Compliant Tower

From Wikipedia, the free encyclopedia
Jump to: navigation, search

A compliant tower (CT) is a fixed rig structure normally used for the offshore production of oil or gas. The rig consists of narrow, flexible (compliant) towers and a piled foundation supporting a conventional deck for drilling and production operations. Compliant towers are designed to sustain significant lateral deflections and forces, and are typically used in water depths ranging from 1,500 to 3,000 feet (450 to 900 m). At present the deepest is the Chevron Petronius tower in waters 623m deep.

With the use of flex elements such as flex legs or axial tubes, resonance is reduced and wave forces are de-amplified. This type of rig structure can be configured to adapt to existing fabrication and installation equipment. Compared with floating systems, such as tension-leg platforms and SPARs, the production risers are conventional and are subjected to less structural demands and flexing. [1] However, because of cost, it becomes uneconomical to build compliant towers in depths greater than 1,000 meters. In such a case a floating production system is more appropriate, even with the increased cost of risers and mooring. Despite its flexibility, the compliant tower system is strong enough to withstand hurricane conditions. [2]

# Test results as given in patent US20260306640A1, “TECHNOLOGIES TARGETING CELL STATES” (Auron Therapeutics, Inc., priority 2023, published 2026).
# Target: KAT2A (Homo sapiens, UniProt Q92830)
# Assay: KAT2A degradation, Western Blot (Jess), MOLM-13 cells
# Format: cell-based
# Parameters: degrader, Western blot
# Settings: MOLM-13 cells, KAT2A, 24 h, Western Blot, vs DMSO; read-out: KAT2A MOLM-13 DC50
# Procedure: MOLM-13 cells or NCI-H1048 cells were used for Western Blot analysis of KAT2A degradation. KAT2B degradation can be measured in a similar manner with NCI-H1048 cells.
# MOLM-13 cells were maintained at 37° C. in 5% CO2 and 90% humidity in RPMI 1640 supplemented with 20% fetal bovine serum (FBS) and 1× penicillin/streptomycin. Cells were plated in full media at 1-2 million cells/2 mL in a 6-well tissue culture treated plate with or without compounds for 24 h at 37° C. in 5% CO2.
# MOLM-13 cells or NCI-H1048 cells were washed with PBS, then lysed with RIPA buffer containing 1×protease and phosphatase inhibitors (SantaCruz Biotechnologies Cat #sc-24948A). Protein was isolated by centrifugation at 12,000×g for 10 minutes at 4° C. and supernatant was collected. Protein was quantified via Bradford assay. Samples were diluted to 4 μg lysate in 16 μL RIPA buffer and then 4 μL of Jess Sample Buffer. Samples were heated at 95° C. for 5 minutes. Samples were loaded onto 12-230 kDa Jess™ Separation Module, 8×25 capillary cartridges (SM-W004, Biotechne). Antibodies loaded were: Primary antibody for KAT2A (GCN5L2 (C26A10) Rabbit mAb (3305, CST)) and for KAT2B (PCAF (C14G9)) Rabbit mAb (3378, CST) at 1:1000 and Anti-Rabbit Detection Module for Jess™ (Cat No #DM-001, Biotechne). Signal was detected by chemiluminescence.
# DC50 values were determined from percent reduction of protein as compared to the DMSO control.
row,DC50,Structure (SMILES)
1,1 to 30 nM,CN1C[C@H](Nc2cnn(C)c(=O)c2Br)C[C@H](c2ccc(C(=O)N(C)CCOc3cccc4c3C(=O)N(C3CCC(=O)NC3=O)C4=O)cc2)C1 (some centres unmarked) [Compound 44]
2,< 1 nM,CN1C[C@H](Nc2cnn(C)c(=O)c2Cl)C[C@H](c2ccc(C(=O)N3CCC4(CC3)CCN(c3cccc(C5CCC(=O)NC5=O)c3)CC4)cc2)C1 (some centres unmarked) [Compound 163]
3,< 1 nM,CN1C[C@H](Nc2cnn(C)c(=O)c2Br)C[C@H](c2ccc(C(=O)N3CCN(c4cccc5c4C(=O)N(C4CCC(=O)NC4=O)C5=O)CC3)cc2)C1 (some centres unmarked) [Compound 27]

The first tower emerged in the early 1980s with the installation of Exxon's Lena oil platform.

Launching of Benguela Belize Base Tower[edit]

On April 15, 2005 the Base Tower of Benguela Belize was launched from the barge H-851. The Base Tower makes up the first 250 metres of the more than 400 metre high tower. The crane vessel that is partly visible is the Thialf. This is the heaviest compliant tower installed to date and the first outside of the Gulf of Mexico.

Image gallery[edit]



See also[edit]